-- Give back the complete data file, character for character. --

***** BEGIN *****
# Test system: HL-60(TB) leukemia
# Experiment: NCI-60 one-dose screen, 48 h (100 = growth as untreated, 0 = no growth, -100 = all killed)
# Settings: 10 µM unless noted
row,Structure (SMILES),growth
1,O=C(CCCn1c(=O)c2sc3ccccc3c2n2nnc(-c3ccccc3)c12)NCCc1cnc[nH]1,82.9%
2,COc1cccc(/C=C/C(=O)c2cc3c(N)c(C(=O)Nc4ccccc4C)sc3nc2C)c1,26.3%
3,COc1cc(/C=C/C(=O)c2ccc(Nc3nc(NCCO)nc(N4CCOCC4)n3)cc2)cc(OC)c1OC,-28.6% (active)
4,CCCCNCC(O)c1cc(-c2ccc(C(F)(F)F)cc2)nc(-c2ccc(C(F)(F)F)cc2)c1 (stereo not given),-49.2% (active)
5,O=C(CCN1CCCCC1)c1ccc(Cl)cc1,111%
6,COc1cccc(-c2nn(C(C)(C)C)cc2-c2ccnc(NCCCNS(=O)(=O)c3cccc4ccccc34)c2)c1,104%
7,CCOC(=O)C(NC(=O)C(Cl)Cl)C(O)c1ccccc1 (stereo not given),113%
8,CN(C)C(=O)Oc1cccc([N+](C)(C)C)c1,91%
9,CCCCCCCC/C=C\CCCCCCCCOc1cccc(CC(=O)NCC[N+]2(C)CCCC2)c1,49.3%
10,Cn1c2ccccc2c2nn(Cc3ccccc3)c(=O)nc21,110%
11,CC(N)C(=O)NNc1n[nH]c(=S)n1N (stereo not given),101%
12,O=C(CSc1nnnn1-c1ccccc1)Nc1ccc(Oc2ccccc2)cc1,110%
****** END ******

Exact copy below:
# Test system: HL-60(TB) leukemia
# Experiment: NCI-60 one-dose screen, 48 h (100 = growth as untreated, 0 = no growth, -100 = all killed)
# Settings: 10 µM unless noted
row,Structure (SMILES),growth
1,O=C(CCCn1c(=O)c2sc3ccccc3c2n2nnc(-c3ccccc3)c12)NCCc1cnc[nH]1,82.9%
2,COc1cccc(/C=C/C(=O)c2cc3c(N)c(C(=O)Nc4ccccc4C)sc3nc2C)c1,26.3%
3,COc1cc(/C=C/C(=O)c2ccc(Nc3nc(NCCO)nc(N4CCOCC4)n3)cc2)cc(OC)c1OC,-28.6% (active)
4,CCCCNCC(O)c1cc(-c2ccc(C(F)(F)F)cc2)nc(-c2ccc(C(F)(F)F)cc2)c1 (stereo not given),-49.2% (active)
5,O=C(CCN1CCCCC1)c1ccc(Cl)cc1,111%
6,COc1cccc(-c2nn(C(C)(C)C)cc2-c2ccnc(NCCCNS(=O)(=O)c3cccc4ccccc34)c2)c1,104%
7,CCOC(=O)C(NC(=O)C(Cl)Cl)C(O)c1ccccc1 (stereo not given),113%
8,CN(C)C(=O)Oc1cccc([N+](C)(C)C)c1,91%
9,CCCCCCCC/C=C\CCCCCCCCOc1cccc(CC(=O)NCC[N+]2(C)CCCC2)c1,49.3%
10,Cn1c2ccccc2c2nn(Cc3ccccc3)c(=O)nc21,110%
11,CC(N)C(=O)NNc1n[nH]c(=S)n1N (stereo not given),101%
12,O=C(CSc1nnnn1-c1ccccc1)Nc1ccc(Oc2ccccc2)cc1,110%